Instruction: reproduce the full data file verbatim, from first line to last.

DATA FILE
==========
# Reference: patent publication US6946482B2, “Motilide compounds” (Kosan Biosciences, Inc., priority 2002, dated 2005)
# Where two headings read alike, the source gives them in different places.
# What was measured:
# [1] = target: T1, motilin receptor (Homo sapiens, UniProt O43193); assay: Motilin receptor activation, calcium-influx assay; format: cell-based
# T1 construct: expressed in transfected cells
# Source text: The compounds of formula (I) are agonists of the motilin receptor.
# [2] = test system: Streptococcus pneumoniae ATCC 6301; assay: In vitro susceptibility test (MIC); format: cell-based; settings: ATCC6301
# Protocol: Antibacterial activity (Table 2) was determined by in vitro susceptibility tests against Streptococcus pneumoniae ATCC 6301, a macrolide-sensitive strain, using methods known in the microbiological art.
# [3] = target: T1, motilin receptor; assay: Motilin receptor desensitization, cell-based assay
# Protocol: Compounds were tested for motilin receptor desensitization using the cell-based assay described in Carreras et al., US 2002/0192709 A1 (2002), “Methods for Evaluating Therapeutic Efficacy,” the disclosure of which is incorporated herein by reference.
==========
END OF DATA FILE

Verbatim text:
# Reference: patent publication US6946482B2, “Motilide compounds” (Kosan Biosciences, Inc., priority 2002, dated 2005)
# Where two headings read alike, the source gives them in different places.
# What was measured:
# [1] = target: T1, motilin receptor (Homo sapiens, UniProt O43193); assay: Motilin receptor activation, calcium-influx assay; format: cell-based
# T1 construct: expressed in transfected cells
# Source text: The compounds of formula (I) are agonists of the motilin receptor.
# [2] = test system: Streptococcus pneumoniae ATCC 6301; assay: In vitro susceptibility test (MIC); format: cell-based; settings: ATCC6301
# Protocol: Antibacterial activity (Table 2) was determined by in vitro susceptibility tests against Streptococcus pneumoniae ATCC 6301, a macrolide-sensitive strain, using methods known in the microbiological art.
# [3] = target: T1, motilin receptor; assay: Motilin receptor desensitization, cell-based assay
# Protocol: Compounds were tested for motilin receptor desensitization using the cell-based assay described in Carreras et al., US 2002/0192709 A1 (2002), “Methods for Evaluating Therapeutic Efficacy,” the disclosure of which is incorporated herein by reference.